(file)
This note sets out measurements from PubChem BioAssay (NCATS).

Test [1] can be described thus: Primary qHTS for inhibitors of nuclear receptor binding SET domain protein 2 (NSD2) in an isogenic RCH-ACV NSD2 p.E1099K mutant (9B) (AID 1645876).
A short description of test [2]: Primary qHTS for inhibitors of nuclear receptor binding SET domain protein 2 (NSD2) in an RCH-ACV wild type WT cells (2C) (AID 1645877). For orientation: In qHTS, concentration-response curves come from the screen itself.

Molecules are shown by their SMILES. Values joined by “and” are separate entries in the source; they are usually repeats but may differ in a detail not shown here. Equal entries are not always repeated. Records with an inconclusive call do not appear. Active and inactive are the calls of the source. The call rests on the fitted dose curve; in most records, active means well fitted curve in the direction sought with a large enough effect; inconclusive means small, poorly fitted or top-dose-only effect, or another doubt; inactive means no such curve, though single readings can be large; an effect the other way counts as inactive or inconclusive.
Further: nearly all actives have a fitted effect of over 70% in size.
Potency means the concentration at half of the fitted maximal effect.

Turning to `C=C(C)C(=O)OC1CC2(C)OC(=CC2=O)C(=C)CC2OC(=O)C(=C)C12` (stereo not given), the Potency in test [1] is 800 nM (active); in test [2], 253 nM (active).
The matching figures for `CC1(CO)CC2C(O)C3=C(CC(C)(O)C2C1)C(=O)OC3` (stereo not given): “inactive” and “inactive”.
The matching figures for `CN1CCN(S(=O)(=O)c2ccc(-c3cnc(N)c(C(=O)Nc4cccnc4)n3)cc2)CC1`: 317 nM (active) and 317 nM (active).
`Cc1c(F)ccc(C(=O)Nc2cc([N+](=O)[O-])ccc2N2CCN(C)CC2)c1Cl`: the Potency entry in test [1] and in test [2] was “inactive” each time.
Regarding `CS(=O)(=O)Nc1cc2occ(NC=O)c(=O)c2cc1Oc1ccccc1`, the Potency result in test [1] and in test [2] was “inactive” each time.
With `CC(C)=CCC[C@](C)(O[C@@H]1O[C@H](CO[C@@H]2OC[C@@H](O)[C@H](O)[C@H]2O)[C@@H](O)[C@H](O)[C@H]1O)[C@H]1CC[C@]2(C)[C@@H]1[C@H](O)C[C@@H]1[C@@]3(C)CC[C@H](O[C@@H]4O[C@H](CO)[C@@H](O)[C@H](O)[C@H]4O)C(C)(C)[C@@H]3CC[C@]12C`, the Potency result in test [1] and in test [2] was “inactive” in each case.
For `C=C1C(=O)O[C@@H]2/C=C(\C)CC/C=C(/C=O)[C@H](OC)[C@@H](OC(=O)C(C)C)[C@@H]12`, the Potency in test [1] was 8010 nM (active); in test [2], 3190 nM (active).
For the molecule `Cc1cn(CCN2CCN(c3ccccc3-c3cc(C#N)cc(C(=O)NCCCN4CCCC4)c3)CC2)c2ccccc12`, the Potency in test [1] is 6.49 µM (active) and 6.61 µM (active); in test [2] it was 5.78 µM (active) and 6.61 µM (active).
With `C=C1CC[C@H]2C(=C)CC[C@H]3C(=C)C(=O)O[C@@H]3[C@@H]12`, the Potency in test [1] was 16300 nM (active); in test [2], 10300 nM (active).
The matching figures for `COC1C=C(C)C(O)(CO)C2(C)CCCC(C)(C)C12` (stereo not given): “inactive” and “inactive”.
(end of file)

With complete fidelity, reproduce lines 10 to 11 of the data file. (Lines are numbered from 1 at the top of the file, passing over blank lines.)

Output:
`Cc1c(F)ccc(C(=O)Nc2cc([N+](=O)[O-])ccc2N2CCN(C)CC2)c1Cl`: the Potency entry in test [1] and in test [2] was “inactive” each time.
Regarding `CS(=O)(=O)Nc1cc2occ(NC=O)c(=O)c2cc1Oc1ccccc1`, the Potency result in test [1] and in test [2] was “inactive” each time.